Why seafood will not be on menu and fruit in hotel rooms at China's 19th national party congress

In 2013, Chinese President Xi Jinping laid out a set of eight-point rules on official behaviour in order to stamp out corruption and power abuse. Expensive meals and showy official trips are banned, among other things.
In 2013, Chinese President Xi Jinping laid out a set of eight-point rules on official behaviour in order to stamp out corruption and power abuse. Expensive meals and showy official trips are banned, among other things.PHOTO: AFP

No freebies or fancy food will be laid out for Chinese Communist Party (CCP) delegates attending the all-important 19th party congress this week.

This is line with the strict party discipline enforced by President Xi Jinping since he assumed power five years ago.

"Compared to the 16th, 17th and 18th congresses, this meeting is characterised by how prudently it is run," Mr Wang Lilian, who has been in charge of delegate hospitality since the 16th meeting in 2002, said on Sunday (Oct 15).

The nearly 2,300 CCP delegates who converge in Beijing from around the country will not find free fruits in their hotel rooms or be served seafood such as prawns and sea cucumber, Mr Wang said.

The CCP's national party congress, held once every five years, is being closely watched this year as it is widely expected to cement the clout of Mr Xi, whose political ideas will be written into the party Constitution and will bear his name.

In 2013, Mr Xi laid out a set of eight-point rules on official behaviour in order to stamp out corruption and power abuse. Expensive meals and showy official trips are banned, among other things.

Since then, 1.34 million party members have been punished for corruption in what is considered to be the most extensive anti-graft drive in the country in decades.

In keeping with the order to do away with any pomp and extravagance, those huge welcome banners put up at hotels where delegates stay and elaborate flower arrangements, for example, will be gone.

 
 

The biggest difference will be in the food and rooms, said Mr Wang.

"In past editions (of the congress), delegates and staff will have fruits in their rooms. There will be none of that this time," he said.

"Food in the restaurants will be home-cooked style dishes that are not fancy and there will be no sea cucumber, and prawns. It will be buffet-style, with eight hot dishes, eight cold dishes and several types of staple food," he added.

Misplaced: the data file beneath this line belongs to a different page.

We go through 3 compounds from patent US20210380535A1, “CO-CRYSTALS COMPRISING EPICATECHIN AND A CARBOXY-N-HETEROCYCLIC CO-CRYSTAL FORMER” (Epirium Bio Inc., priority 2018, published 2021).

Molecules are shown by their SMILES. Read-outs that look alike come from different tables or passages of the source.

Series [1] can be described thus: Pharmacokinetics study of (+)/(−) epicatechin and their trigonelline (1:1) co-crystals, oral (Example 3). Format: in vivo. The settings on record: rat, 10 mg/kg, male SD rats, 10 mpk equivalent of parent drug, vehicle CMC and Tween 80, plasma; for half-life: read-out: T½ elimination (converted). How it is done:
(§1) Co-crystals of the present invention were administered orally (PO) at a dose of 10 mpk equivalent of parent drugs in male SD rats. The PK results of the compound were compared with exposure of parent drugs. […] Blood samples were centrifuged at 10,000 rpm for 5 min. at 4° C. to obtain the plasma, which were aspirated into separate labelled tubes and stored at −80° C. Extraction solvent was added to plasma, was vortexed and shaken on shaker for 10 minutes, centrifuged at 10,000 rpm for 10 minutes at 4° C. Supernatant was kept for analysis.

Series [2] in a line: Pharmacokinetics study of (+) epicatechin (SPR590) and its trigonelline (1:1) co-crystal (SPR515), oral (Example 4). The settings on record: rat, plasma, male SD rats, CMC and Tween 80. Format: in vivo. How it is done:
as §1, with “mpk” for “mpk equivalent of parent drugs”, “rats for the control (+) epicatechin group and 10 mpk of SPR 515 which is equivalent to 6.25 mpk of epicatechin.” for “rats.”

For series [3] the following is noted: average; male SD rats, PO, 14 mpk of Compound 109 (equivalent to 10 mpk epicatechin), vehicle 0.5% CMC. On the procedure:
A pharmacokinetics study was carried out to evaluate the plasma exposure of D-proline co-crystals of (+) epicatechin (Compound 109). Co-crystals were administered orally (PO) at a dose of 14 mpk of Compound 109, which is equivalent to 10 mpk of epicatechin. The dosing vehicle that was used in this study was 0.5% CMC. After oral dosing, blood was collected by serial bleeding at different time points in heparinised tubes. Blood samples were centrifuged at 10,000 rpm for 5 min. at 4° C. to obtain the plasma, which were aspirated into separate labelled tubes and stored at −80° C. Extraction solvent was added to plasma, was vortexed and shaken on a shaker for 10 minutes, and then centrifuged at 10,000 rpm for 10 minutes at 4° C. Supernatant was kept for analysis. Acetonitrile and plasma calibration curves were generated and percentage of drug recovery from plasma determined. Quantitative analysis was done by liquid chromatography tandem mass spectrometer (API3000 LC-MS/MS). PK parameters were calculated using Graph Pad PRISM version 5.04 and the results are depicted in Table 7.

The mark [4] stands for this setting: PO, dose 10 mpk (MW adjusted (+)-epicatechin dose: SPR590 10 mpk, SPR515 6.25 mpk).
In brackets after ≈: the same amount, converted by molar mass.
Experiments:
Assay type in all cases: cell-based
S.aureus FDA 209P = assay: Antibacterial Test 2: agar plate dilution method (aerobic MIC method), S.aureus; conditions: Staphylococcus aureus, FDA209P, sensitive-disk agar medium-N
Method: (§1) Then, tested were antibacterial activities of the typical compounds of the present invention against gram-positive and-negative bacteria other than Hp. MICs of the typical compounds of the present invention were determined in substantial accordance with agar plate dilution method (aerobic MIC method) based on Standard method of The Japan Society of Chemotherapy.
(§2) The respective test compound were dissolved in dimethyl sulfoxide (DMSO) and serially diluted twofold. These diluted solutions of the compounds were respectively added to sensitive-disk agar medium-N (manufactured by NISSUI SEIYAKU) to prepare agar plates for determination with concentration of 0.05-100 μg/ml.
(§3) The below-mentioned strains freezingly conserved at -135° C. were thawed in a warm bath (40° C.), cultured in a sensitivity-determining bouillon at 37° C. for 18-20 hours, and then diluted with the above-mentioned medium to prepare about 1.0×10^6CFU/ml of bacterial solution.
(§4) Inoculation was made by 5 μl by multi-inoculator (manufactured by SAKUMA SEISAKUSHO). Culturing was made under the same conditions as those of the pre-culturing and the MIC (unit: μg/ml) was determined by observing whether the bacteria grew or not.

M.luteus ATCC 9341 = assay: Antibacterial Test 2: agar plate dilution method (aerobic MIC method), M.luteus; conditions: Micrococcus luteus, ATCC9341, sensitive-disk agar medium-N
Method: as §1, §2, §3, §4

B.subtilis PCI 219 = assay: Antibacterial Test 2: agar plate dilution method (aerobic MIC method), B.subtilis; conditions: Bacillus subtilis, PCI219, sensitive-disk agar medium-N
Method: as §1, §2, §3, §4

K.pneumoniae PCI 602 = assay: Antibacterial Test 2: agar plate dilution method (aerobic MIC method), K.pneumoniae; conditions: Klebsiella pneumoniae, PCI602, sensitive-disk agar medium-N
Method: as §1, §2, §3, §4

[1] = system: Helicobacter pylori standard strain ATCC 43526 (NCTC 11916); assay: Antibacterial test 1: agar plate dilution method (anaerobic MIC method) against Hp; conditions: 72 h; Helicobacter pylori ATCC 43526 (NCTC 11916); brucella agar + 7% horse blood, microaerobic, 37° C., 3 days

Also gone are the extra services that delegates used to enjoy.

In the past, they were given custom-made services such as tailoring, free hair cuts and facial treatments. And there were shops that sold gifts.

"We will strictly not have any of these services this time," said Mr Wang.

Since assuming power, Mr Xi has warned, like his predecessors, that unless corruption within the CCP is tackled, it could affect the party's grip on power.

He urged party cadres and officials to keep a frugal lifestyle and resolutely oppose extravagance.

The party also drew up a slew of rules to outlaw excessive official spending.

In 2013, the official Xinhua news agency reported a ban on delicacies such as shark's fin, bird's nest and wild animal products at official reception dinners.

Cigarettes and up-market liquors were also banned.

In the ensuing years, local governments went a step further to ban alcohol completely.

South-western Guizhou province was the latest to announce this ban in August, after Zhejiang, Heilongjiang, Jilin, Anhui and Xinjiang provinces.

Civil servants from these provinces are not allowed to use public funds to buy alcohol for official receptions. They are also banned from paying for alcohol out of their own pockets for such functions.

The 19th party congress will be opened on Wednesday by Mr Xi, who as the CCP's general secretary will give a major policy speech. It will continue for another six or seven days.

On the last day, it will culminate in the unveiling of Mr Xi's new leadership team, which will run the world's second-largest economy for the next five years.

 

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